William Miller’s Apology and Defence, August 1



I had never been positive as to any particular day for the Lord’s appearing, believing that no man could know the day and hour. In all my published lectures, it will be seen on the title page, “about the year 1843.” In all my oral lectures, I invariably told my audiences that the periods would terminate in 1843, if there were no mistake in my calculation; but that I could not say the end might not come even before that time, and they should be continually prepared. In 1842, some of my brethren preached with great positiveness the exact year, and censured me for putting in an IF. The public press had also published that I had fixed upon a definite day, the 23rd of April, for the Lord’s Advent. Therefore, in December of that year, as I could see no error in my reckoning, I published my belief, that sometime between March 21st, 1843, and March 21st, 1844, the Lord would come. Some had their minds fixed on particular days; but I could see no evidence for such, unless the types of the Mosaic law pointed to the feast of Tabernacles. WMAD 24.1

During the year ’43, the most violent denunciations were heaped upon me, and those associated with me, by the press, and some pulpits. Our motives were assailed, our principles misrepresented, and our characters traduced. Time passed on: and the 21st of March, 1844 went by, without our witnessing the appearing of the Lord. Our disappointment was great; and many walked no more with us. WMAD 24.2

Previously to this, in the fall of ’43, some of my brethren began to call the churches Babylon, and to urge that it was the duty of Adventists to come out of them. With this I was much grieved, as not only the effect was very bad, but I regarded it as a perversion of the word of God, - a wresting of Scripture. But the practice spread extensively; and from that time the churches, as might have been expected, were closed against us. It prejudiced many against us so that they would not listen to the truth. It created a deep feeling of hostility between Adventists and those who did not embrace the doctrine; so that most of the Adventists were separated from their respective churches. This was a result, which I never desired, nor expected; but it was brought about by unforeseen circumstances. We could then only act in accordance with the position in which we were thus placed. WMAD 24.3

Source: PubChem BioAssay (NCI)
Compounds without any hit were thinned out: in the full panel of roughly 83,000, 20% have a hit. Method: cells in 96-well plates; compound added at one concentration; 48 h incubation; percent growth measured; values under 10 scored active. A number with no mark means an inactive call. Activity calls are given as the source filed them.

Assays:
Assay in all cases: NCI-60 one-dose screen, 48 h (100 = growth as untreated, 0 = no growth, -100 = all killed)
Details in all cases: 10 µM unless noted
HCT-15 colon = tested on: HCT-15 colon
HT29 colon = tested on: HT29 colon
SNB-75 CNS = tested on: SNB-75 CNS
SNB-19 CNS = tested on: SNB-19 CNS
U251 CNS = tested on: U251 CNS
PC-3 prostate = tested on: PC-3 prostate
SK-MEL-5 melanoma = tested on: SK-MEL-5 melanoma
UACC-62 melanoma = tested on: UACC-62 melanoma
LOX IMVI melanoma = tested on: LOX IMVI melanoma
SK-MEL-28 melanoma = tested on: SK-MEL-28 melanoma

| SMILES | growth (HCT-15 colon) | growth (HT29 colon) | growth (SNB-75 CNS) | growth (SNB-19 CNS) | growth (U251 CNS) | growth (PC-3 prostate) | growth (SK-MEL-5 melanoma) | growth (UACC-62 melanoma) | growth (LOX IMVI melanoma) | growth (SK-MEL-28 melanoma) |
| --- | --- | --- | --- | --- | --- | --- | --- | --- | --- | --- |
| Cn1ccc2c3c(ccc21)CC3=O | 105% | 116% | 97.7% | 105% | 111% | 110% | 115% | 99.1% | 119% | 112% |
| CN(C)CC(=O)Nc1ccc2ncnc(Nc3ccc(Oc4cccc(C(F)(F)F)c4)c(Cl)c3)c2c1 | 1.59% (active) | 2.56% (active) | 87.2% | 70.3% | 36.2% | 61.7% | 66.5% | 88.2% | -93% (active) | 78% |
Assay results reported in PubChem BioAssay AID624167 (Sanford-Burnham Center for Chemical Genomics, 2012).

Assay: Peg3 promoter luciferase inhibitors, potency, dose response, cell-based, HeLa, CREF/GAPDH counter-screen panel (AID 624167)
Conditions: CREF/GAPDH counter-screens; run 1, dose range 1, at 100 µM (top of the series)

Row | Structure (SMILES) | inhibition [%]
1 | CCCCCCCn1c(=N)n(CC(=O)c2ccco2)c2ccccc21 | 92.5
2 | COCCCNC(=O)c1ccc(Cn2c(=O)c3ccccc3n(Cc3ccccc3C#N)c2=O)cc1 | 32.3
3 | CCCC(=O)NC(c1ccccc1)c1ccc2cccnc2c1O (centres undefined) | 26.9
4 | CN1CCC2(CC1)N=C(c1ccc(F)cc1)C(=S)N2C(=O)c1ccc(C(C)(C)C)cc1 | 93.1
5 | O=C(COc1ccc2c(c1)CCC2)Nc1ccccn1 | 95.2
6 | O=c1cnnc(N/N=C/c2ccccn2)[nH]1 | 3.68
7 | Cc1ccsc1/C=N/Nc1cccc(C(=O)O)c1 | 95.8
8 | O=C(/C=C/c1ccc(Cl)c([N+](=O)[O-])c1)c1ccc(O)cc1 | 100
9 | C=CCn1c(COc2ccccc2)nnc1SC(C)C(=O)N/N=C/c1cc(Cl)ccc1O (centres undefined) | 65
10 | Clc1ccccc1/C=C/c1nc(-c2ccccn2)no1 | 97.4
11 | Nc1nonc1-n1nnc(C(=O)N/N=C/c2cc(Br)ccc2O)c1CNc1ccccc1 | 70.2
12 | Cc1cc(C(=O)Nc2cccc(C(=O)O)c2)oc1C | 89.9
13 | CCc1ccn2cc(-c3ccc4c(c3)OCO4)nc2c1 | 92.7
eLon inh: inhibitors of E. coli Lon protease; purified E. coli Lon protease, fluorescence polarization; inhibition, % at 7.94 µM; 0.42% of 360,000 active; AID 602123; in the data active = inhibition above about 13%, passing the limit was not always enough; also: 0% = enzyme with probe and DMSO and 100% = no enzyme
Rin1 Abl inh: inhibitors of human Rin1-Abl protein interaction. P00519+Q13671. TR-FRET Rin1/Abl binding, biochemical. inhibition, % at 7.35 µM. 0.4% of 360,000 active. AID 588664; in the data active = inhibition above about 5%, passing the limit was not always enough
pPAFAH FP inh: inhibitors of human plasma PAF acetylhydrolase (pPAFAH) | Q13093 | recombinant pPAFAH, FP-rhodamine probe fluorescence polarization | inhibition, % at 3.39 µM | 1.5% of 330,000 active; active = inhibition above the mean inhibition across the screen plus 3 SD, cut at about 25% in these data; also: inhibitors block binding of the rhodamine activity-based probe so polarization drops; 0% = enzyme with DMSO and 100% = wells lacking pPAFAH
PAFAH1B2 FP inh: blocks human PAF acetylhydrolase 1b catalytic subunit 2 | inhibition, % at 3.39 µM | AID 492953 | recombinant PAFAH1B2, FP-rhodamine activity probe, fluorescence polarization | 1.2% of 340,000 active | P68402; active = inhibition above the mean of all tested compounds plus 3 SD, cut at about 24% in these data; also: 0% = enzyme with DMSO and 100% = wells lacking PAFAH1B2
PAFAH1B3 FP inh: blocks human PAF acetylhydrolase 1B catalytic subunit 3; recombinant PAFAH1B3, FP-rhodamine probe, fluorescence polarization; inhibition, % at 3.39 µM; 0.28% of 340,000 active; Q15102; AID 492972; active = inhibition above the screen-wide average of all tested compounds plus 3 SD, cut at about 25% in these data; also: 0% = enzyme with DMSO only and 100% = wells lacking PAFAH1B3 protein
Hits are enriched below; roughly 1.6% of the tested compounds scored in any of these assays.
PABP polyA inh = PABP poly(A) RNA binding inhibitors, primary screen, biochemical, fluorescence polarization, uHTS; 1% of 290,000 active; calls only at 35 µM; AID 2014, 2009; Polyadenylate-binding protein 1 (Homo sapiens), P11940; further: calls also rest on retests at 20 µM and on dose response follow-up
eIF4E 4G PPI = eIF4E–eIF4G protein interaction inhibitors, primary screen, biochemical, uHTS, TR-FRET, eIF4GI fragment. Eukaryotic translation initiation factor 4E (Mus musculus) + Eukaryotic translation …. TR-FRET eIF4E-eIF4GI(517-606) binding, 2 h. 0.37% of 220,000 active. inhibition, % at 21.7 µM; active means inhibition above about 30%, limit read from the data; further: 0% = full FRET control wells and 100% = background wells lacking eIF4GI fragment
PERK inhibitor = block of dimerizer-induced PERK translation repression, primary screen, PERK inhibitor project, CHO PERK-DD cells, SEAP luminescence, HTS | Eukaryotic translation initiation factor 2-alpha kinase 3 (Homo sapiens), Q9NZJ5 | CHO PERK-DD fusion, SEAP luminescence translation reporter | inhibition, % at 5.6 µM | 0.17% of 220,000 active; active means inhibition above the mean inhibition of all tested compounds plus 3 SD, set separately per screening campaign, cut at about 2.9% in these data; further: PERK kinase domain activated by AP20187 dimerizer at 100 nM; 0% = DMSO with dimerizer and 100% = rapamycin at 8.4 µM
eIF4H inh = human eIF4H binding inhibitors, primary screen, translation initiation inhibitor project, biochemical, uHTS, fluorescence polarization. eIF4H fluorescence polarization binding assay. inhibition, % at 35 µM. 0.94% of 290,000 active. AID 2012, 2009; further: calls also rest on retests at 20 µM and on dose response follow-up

On the passing of my published time, I frankly acknowledged my disappointment in reference to the exact period; but my faith was unchanged in any essential feature. I therefore continued my labors, principally at the West during the summer of ’44, until “the seventh month movement,” as it is called. I had had no participation in this, only as I wrote a letter eighteen months previously, presenting the observances under the Mosaic law, which pointed to that month as a probable time when the Advent might be expected. This was written because some were looking to definite days in the Spring. I had, however, no expectation that so unwarranted a use would be made of those types, that any should regard a belief in such mere inferential evidence a test of salvation. I therefore had no fellowship with that movement until about two or three weeks previous to the 22nd of October, when seeing it had obtained such prevalence, and considering it was at a probable point of time, I was persuaded that it was a work of God, and felt that if it should pass by I should be more disappointed than I was in my first published time. WMAD 25.1

But that time passed; and I was again disappointed. The movement was of such a character, that for a time it was very mysterious to me, and the results following it were so unaccountable that I supposed our work might be completed, and that a few weeks only might elapse between that time and the appearing of Christ. However that might be, I regarded my own work as completed; and that what was to be done for the extension of these views, must be done by younger brethren, except an occasional discourse from myself. WMAD 25.2